Lola is Scarlett's level-headed eighteen year old sister. By day she works at the makeup counter at a department store, but frequently switches shifts to go out with or do favors for her rich boyfriend Chip. Lola's also the only one who can handle Marlene, their eleven year old bratty sister. I didn't really care for either, just because of Marlene's attitude and Lola's stupidity.

I can't really say anything bad about the novel. I occasionally wanted to slap Scarlett or Spencer on the back of the head and scream "What the hell do you think you're doing?!" But they were very brief moments. I mostly reserved this action for scenes with Mrs. Amberson, who deserved them. I'm now very much looking forward to reading the sequel, Scarlett Fever, which just came out on February first.

Because I can't determine if I like Scarlett or Spencer better, there will be two Quotes of the Day - they both deserve attention!

"This is where I take a long, long nap. And in my happy, happy dreams, this problem goes away. And those Dutch twins who love tall and weedy New York actors come and offer to help me prepare for my role. And we all put on the fuzzy squirrel outfits and get big bags of nuts ... I'm revealing too much about my internal life, aren't I? It's weird between us now, isn't it?" - Spencer, page 341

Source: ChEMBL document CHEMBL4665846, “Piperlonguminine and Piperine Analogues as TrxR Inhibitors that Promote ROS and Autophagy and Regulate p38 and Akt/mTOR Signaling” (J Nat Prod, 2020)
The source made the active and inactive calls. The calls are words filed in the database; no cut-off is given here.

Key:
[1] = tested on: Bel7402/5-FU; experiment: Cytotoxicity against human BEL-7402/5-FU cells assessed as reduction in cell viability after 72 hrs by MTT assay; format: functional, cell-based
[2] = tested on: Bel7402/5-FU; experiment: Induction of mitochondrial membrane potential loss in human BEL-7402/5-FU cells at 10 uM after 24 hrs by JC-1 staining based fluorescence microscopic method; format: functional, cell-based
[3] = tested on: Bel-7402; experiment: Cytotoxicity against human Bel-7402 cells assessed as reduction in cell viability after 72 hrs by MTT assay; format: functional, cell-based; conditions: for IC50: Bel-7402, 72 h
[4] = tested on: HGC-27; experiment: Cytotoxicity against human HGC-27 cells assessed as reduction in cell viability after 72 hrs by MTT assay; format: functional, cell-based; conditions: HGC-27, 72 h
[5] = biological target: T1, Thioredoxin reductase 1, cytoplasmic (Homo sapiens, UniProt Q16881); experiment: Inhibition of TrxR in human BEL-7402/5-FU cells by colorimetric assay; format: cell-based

"I already saw Naked Lady on the roof. I'm damaged. Stop tormenting me." - Scarlett, page 5

Now that I managed to write the review instead of saying "It was awesome -go buy it!" I'm going to rant on for a little bit about Twitter and the live chat with Maureen yesterday. Feel free to leave now. The review is over. =)


Okay, I was on Twitter a few days ago, and suddenly I get a reply tweet from SPENCER MARTIN. Oh. My. God.

So, in reality, I know it was Maureen who created Twitter accounts for several of her characters, but it doesn't make it any more exciting. I mean, an actual, published, famous author talked to me. -squee- I'm sorry, but I've been doing a really good job of containing my excitement for the past few days (except for when my mom asked why I was smiling so much) and it's kinda seeping out now.

To make matters ten times better, I was in a live chat Maureen was doing with a blog called Mundie Moms (link in sidebar) and she answered all four of my questions. And there were like 450 of us in there. Below are the questions I asked, her answers, and the links to all of the character Twitters. Enjoy.

Q: Do you listen to music a lot? If so, what type/bands?
A: I listen to a LOT. I collect music probably more than anything else.

Q: What was the hardest book to write?
A: Devilish was pretty hard to write, but not because of the book.

Q: How do you choose character names?
A: I just kind of . . . pick them. They're usually kind of random.
one character is named after a street I was crossing when I figured out a big part of his life story.
I grab things I see and hear
I'm grabby

I recall asking a fourth question, but for the life of me, I can't remember it. And I couldn't find it in the chat records when it was over.